While the garish fashions of Fiorucci may have rarely made the pages of Women’s Wear Daily, the stores’ parties did. The opening of the Beverly Hills store was famously shut down by the Los Angeles fire department. A year later, Blondie held a post-concert party in the same store to celebrate their album Parallel Lines going platinum. Attendees Wilt Chamberlain, James Woods, and Karen Black watched as Debbie Harry arrived in a World War II tank. Today one can revisit the scene by watching Xanadu, which features Olivia Newton-John and Michael Beck dancing to ELO’s "All Over the World" while Gene Kelly shops for a new suit.

The fluorescence of the Beverly Hills shop may have been permanently archived on celluloid, but the real epicenter of Fiorucci’s cool was its New York store at 125 East 59th Street. Opening in the spring of 1976, it soon became a destination for all those young and weird. The press compared its atmosphere of debauchery to that of Studio 54. In 1977, New York magazine would declare: "All it took this year to achieve instant chic, day or night, at the slickest New York party or the trashiest was a pair of $110 gold cowboy boots from Fiorucci."

Much of the store’s cachet was due to its eccentric staff. Klaus Nomi, drag performer Joey Arias, designer and filmmaker Maripol, and Madonna’s brother Christopher Ciccone all worked for Fiorucci during its heyday. The store was one of the first places to sell Betsey Johnson’s clothing and exhibit Keith Haring’s artwork. Fiorucci’s knack for youth-driven pop-art consumerism also attracted the likes of Andy Warhol. Surrounded by a coterie that included Truman Capote, Warhol launched Interview magazine with an in-store party. Douglas Coupland was inspired to quit studying physics after visiting the store.

"There was this absolute density of color and imagery," Coupland recalled. "I just thought it was the most perfect place I had ever been to." He brought back a postcard (the only thing he could afford). “It was on my desk. I looked at it and thought, 'Science is over.' I stopped caring about school. I had been a straight-A student and I started getting D’s. It felt like the best drug ever, and I thought, 'If this is what a bad grade feels like, this is great!'"

The store was a playground of glitter and spandex. Wide-eyed squares in their drab trench coats regularly gathered in front of the legendary window displays to see fashion at its most fun and subversive. It was Shangri-la for freaks and the conservative world couldn’t get enough. A People article from 1981 describes one memorable display: “Wearing a Merry Widow corset, bikini bottoms, fishnet stockings, and spiked heels, the Barbie Doll model reclined in a zebra-striped bathtub that had been placed in the window of Fiorucci's Manhattan store. For the next six hours she read smutty paperbacks, ate bananas, and blew bubbles — to the delight of a street crowd pressing 20 deep against the window.”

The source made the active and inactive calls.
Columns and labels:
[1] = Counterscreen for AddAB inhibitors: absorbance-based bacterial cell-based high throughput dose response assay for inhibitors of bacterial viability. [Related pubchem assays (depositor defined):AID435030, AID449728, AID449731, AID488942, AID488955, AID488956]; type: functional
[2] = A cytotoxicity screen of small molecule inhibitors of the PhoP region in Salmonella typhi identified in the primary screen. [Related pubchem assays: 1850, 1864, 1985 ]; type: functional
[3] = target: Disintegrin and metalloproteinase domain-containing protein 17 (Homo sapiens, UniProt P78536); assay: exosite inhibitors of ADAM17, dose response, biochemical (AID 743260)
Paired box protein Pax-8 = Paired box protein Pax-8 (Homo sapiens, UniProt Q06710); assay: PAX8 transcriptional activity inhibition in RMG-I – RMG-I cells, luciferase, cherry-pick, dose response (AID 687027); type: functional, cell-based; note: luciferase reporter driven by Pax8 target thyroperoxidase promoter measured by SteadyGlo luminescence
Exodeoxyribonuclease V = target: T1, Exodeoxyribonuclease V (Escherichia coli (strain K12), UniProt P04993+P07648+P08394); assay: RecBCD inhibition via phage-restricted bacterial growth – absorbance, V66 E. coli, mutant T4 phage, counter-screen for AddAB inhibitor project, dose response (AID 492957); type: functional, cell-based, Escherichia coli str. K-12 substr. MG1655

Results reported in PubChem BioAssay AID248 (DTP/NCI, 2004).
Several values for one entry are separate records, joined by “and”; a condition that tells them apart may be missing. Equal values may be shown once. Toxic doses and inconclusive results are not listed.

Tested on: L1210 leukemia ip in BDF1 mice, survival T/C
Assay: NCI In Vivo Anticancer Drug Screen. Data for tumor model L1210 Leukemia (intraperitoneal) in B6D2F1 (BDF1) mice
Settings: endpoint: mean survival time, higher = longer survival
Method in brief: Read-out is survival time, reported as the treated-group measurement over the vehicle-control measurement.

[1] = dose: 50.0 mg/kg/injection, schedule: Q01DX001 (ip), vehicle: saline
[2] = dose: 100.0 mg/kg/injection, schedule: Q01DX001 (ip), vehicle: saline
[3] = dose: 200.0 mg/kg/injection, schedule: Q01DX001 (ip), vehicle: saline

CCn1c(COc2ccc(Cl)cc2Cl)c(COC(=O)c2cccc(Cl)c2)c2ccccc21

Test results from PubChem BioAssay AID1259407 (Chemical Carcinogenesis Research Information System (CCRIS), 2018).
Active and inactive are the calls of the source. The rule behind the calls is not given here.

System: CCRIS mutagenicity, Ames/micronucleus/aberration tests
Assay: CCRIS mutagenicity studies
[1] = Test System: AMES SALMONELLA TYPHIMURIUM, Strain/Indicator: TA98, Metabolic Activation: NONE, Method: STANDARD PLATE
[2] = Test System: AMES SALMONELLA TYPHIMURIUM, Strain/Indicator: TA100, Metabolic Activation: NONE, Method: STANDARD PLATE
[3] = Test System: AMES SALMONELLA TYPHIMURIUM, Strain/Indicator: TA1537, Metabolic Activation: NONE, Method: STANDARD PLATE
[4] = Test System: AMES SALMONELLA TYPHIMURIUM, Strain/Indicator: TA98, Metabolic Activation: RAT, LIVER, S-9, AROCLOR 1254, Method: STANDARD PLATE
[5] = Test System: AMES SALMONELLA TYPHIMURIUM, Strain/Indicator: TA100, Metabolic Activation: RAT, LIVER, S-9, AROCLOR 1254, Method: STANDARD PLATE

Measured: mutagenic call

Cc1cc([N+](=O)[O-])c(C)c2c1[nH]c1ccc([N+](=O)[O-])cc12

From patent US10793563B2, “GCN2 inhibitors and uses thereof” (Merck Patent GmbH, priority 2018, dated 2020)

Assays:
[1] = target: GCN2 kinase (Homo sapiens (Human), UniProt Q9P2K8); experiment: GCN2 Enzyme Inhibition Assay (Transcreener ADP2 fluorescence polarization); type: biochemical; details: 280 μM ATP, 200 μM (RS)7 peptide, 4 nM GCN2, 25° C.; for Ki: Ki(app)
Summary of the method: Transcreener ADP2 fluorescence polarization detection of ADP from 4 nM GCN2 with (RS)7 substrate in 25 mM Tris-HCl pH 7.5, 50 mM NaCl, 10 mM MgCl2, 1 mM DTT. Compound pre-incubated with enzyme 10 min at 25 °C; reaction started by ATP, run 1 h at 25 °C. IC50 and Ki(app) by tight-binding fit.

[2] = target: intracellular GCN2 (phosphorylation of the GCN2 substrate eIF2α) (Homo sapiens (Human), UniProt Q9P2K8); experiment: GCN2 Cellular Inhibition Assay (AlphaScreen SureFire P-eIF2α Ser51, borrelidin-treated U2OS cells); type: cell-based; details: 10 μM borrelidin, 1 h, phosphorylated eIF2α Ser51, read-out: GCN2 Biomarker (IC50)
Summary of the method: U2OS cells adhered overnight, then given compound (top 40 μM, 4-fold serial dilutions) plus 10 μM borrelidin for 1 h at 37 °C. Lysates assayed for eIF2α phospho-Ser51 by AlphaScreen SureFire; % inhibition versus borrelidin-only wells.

By way of explaining Fiorucci’s aesthetic, the article quotes Elio as calling haute couture “pathetic.” He embraced a certain trashiness in dress — lamé, peek-a-boo plastic, animal prints — literally incarnated when the store gave away miniature garbage-pail backpacks covered in brand-name stickers to customers who spent over $150.

Despite its popularity, the New York store wasn’t necessarily profitable. In the beginning, Fiorucci bet on the store’s ability to establish the brand’s image within the United States and, in turn, entice retailers around the country to sell Fiorucci merchandise, increasing the company’s wholesale business. At first the gamble paid off, and profits quadrupled the year following the store’s opening.

However, the label was built around the fickle tastes of the youth market and success was short-lived. Soon after Fiorucci jeans hit the market, Calvin Klein signed a jeanswear deal and his brand would emerge as the new must-have designer denim, bringing along with it his beige-on-beige minimalism as the look du jour. The Manhattan Fiorucci shuttered in 1988. The brand was further hindered by a series of ineffective business deals and relaunches that flopped.

Today a Williams-Sonoma occupies the 59th Street address and the Fiorucci name doesn't hold the same prestige it once did, but its impact remains. The boy who once spent his summers hanging out in the store, Marc Jacobs, has said his Marc line is influenced by the label. And the cheap plastic key chains and makeup compacts of his accessories boutique are certainly a nod to the tourist-friendly knickknacks Fiorucci used to carry. Any store that has hired a DJ and tried to turn retail into a party experience (ahem, Fashion’s Night Out) is indebted to the Italian label, as is anyone who has tried bring a little sex and trash into fashion.  

Helen Schumacher is the senior contributor to This Recording. She is a writer living in Brooklyn. You can find an archive of her writing on This Recording here. She tumbls here and here. She last wrote in these pages about Device 6.